NASHUA, N.H. (CN) – Filing suit Wednesday over the first voter-suppression law in New Hampshire, state Democrats say the legislation is a ham-fisted response to President Donald Trump’s loss there last year.
Signed into law last month by Republican Gov. Chris Sununu, Senate Bill 3 tightens the state’s definition of domicile for voting purposes by requiring those who register to vote near the date of the election to provide paperwork proving that they intend to live where they register.
If voters don’t have evidence of residency, including tax forms or leases, they can sign an affidavit and later bring the paperwork to local officials within 10 days. Failure to do so can result in officials visiting the voter’s address, fines up to $5,000 and prosecution for voter fraud. Republican lawmakers claim the bill will deter voter fraud and does not deny anyone the right to vote.
For the New Hampshire Democratic Party, however, the true objective is to disenfranchise college students in the state, who tend to vote Democrat, as well as other low-income and minority groups. “Historically,” according to the complaint, “New Hampshire has … virtually no voter fraud.”
What it does have is high voter turnout, something the 2016 election bore out. Wednesday’s complaint notes that the state had the third highest voter turnout in the nation, with 11 percent of the total votes cast coming from voters who registered on Election Day alone.
“At the time the General Court enacted SB 3,” the complaint states, “it was aware that many of these same registrants are young, low-income and racial minorities, and that same-day registration has a positive effect on the voter turnout of these groups.”
The Democrats note that “precincts with the highest number of same-day registrations tended to be areas with the highest number of voters who were under the age of 25, nonwhite, renters, and living below the poverty level.”
“Most of those precincts also voted overwhelmingly for Democratic candidates,” the complaint states.
Needing something to blame for his loss in the state, President Donald Trump tweeted out without any evidence that “thousands” of Massachusetts residents had been bused in to “illegally” vote in the Granite State.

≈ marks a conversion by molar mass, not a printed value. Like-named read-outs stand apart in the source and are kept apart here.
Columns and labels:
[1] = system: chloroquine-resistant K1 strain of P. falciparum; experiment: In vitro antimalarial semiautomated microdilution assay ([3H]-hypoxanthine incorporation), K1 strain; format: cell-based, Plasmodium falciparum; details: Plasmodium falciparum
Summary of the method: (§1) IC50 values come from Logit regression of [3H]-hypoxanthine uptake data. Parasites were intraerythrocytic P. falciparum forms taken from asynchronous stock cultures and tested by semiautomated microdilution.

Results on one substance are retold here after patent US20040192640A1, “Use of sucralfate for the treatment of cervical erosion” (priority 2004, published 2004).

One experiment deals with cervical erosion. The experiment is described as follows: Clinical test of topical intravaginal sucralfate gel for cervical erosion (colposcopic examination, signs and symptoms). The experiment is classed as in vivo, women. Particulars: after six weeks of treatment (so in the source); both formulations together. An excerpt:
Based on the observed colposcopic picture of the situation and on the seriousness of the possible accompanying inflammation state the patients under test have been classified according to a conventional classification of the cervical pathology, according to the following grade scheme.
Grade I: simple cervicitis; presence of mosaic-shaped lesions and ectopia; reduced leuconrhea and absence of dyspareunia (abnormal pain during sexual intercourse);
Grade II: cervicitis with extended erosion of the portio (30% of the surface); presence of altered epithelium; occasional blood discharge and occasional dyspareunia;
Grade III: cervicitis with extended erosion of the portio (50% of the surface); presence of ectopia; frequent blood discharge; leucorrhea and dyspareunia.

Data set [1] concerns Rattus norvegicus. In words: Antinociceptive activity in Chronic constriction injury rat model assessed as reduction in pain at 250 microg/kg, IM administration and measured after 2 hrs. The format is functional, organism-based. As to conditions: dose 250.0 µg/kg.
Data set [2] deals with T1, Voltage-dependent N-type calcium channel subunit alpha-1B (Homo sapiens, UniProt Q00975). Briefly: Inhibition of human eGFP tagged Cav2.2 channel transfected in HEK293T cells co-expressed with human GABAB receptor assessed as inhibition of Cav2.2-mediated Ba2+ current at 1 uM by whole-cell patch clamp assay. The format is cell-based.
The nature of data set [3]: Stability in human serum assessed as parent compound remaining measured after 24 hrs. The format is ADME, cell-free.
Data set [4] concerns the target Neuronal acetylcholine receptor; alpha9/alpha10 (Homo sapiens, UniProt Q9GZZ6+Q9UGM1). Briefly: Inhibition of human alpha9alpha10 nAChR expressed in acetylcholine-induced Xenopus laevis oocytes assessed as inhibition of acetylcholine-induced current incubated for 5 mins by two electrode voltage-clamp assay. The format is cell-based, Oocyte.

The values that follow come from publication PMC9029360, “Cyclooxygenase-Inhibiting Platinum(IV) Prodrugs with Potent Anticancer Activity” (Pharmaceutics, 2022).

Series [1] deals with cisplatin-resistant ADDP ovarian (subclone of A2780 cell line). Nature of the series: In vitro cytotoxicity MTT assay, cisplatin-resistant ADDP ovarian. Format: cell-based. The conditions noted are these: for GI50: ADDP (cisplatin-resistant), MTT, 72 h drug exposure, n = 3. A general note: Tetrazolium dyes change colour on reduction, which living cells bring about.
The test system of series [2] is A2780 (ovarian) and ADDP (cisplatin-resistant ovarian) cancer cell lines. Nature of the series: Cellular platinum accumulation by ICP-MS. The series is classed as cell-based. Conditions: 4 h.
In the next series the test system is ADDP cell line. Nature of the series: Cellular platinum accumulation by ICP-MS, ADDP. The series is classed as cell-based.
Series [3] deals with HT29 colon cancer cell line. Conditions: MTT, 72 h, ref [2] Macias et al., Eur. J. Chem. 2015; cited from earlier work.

Though the unfounded claim prompted rebuttals from many prominent New Hampshire Republicans, Republican state Sen. Regina Birdsell echoed the rhetoric as she introduced SB3 last March.
Filing suit in Hillsborough Superior Court South, the Democrats calls the law’s new hurdles to voting “highly confusing, unnecessary and intimidating.”
“It will not only burden and, in some cases, disenfranchise eligible, lawful New Hampshire citizens, but will expose countless innocent voters to criminal and civil liability,” the 61-page complaint states.
Those at risk are not ineligible to vote; they are those who fail to “understand or comply with confusing and burdensome paperwork requirements,” the Democrats say.
They predict the law will particularly hard-felt in Nashua, a same-day registration city that is the state’s second-largest and home to three colleges.
“Those who are already registered but are simply attempting to vote will be similarly burdened by slow-moving lines” as election officials navigate through the myriad of new paperwork required to register new voters, the complaint states.
The suit names as defendants New Hampshire Secretary of State William Gardner, a Democratic who serves on President Trump’s voter fraud commission, and New Hampshire Attorney General Gordon MacDonald.
In addition to an order stopping the two officials from implementing or enforcing the bill, the Democrats want SB3 struck down as unconstitutional. The party is represented by William Christie of Shaheen & Gordon in Concord.
Secretary Gardner and Attorney General MacDonald did not immediately respond to an emailed request for comment.